"The Magic School Bus was shrinking, shrinking, shrinking, SHRUNK!"
The students in this class come from socioeconomically diverse urban backgrounds. Their attitudes toward learning, in general, seemed positive, despite their widely varied reading level diagnoses. Their mClass TRC/F&P levels ranged from C (proficient for grade 1 this time of year) to U (proficient for a 5th grader). All of them were eager to learn the subject of honey bees, and excitedly raised their hands to participate during every section of the lesson.
Text The Magic School Bus Inside a Beehive
One task completed in this lesson was the mulitsensory vocabulary lesson. It included coloring words, specific words within definitions, and pictures yellow, then mimicking gross motor actions while voicing vocabulary words. What did not work: I forgot to have them color their associated pictures. What did work: the gross motor motions were enough for all of them to score 100% on the post-lesson vocabulary assessment.
How many more days has the guard bee been alive than the nurse bee? 18 - 4 =
In presenting just one whole class lesson, ongoing relationships and assessments are not possible for this assignment. The teacher skills and qualities listed in the text which were applicable here were combining instruction methods, believing every student can learn to read, and attentively coaching students through reading and writing skills (DeVries, 2015, p.21). This focus worked as it helped the students comprehend enough to critically consider the impact of honey bees on their own society.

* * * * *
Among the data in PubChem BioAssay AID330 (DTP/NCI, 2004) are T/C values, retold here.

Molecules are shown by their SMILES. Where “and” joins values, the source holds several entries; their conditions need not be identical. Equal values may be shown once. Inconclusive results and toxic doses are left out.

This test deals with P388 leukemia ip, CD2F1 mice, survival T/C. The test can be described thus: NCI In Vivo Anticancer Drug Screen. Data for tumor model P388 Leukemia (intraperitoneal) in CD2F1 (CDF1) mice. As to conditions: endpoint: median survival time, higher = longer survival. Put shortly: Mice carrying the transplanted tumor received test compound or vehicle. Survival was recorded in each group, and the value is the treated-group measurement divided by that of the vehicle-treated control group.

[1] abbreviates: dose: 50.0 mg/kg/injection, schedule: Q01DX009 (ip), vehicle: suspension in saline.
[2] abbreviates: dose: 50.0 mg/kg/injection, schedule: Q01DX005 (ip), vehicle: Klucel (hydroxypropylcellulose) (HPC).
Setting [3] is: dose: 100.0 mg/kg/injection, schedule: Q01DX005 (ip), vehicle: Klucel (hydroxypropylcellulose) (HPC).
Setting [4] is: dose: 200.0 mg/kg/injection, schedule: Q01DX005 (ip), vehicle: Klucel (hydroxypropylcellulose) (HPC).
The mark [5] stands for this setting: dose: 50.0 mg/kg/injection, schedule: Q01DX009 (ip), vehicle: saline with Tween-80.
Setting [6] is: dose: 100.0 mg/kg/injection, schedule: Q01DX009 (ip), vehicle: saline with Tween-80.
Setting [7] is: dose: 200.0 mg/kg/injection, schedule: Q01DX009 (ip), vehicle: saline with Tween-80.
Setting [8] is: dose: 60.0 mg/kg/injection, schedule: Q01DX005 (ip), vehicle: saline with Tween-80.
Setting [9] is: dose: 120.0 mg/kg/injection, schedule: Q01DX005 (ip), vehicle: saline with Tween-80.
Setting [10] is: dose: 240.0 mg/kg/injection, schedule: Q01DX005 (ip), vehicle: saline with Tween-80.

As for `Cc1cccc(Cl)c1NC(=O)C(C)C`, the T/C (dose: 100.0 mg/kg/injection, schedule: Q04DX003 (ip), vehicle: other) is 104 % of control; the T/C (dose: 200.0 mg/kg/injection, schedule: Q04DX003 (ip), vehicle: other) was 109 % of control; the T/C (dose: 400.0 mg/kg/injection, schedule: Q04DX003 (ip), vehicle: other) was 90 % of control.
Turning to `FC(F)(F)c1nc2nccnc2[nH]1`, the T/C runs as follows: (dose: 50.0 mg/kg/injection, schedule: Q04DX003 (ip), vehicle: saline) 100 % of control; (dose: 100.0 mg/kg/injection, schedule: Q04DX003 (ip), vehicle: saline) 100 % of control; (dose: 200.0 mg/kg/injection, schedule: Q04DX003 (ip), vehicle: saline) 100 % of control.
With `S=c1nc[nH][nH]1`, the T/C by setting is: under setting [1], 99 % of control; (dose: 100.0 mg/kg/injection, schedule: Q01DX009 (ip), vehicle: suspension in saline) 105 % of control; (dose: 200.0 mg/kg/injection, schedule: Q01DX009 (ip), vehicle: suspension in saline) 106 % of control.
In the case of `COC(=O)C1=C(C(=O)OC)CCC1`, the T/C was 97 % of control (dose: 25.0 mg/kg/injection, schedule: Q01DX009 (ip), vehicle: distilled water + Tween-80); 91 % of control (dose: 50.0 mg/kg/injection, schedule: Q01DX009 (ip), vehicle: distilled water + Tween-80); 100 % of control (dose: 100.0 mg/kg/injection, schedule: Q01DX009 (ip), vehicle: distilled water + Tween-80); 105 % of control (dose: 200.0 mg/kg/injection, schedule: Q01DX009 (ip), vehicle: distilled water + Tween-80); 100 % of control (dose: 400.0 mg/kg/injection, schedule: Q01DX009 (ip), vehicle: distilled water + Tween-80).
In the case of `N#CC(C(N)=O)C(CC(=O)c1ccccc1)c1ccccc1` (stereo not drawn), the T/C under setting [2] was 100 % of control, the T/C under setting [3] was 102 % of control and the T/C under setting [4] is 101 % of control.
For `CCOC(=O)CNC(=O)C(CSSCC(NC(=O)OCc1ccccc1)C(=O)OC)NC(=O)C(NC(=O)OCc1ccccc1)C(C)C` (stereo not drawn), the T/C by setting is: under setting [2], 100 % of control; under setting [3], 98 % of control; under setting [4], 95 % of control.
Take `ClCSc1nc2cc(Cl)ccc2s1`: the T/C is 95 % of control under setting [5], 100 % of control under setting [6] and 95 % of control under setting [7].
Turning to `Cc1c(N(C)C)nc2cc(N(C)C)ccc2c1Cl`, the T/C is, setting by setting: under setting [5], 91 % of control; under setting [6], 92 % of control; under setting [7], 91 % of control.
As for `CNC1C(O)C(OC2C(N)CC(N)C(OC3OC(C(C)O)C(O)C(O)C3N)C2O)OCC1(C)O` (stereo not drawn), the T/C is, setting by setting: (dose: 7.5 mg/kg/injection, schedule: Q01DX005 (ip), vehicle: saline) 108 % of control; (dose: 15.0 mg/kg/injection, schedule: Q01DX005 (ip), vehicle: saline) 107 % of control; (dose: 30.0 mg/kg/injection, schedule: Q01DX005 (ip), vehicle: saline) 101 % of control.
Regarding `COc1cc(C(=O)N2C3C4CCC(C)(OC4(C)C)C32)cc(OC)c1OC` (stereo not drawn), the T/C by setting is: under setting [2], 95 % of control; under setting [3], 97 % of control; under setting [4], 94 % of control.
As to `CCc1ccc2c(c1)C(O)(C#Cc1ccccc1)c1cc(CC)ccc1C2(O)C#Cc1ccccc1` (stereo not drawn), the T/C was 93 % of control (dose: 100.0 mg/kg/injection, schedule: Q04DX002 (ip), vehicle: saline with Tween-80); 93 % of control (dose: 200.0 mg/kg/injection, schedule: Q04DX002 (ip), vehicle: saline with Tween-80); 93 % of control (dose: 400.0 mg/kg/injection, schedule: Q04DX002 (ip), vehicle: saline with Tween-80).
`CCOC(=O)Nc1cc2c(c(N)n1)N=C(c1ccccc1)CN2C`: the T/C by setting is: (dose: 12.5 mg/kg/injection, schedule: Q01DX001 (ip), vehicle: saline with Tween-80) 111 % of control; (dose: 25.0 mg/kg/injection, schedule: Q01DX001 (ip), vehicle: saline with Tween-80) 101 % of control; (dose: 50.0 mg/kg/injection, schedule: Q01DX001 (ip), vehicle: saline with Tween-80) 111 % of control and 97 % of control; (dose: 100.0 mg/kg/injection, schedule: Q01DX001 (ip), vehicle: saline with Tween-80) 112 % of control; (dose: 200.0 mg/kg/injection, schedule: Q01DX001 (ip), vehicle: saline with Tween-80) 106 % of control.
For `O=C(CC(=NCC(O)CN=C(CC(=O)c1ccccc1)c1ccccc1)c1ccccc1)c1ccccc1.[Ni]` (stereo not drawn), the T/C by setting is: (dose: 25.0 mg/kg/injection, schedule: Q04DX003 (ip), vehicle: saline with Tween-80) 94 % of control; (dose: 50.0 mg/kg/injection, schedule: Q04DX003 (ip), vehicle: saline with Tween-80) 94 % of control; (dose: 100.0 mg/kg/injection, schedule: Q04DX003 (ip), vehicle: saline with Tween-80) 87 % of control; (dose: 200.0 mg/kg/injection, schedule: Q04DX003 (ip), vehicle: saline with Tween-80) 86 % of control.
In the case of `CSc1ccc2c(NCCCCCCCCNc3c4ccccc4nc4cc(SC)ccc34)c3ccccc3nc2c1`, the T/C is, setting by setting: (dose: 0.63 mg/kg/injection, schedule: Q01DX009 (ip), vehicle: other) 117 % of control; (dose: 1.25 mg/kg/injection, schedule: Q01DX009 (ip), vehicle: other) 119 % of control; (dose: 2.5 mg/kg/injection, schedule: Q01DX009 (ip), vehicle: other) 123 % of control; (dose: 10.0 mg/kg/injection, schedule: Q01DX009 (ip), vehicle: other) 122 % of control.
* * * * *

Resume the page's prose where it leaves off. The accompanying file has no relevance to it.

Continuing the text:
The text's readability is rated as follows: Guided Reading: P, Lexile: AD520L, grades: K-5. The book was recommended by my CT, and since it was a bit more advanced readability than many students' capabilities in the class, I chose to read it to them. Student interest level was high in that they were engaged and enthusiastic throughout the lesson. Comprehension levels reflected this with perfect scores on vocabulary assessment and great participation in higher order thinking discussions post-lesson.
Integrating math, science, and reading skills to explore these social insects provided a more enriching learning experience than solely reading about them. We discussed the worker bees' jobs, ages, effects on society, and other factors concerning bees. This interdisciplinary lesson paired well with my CT's regular inclusion of a long reading block and reading multiple sources of text in varied ways all day. Her integrative, multi-source, multi-skilled reading focus is meant increase their reading skills optimally.
Students were paired with partners for attention and comprehension purposes, although the lesson was taught to the whole class. All of the students briefly discussed their own experiences with bees, and their collective experiences were plentiful. Ongoing questioning throughout the reading of the book prepared them for critical thinking follow-up. The students' enthusiasm and successful comprehension of the text and vocabulary showed the environment to be conducive to learning.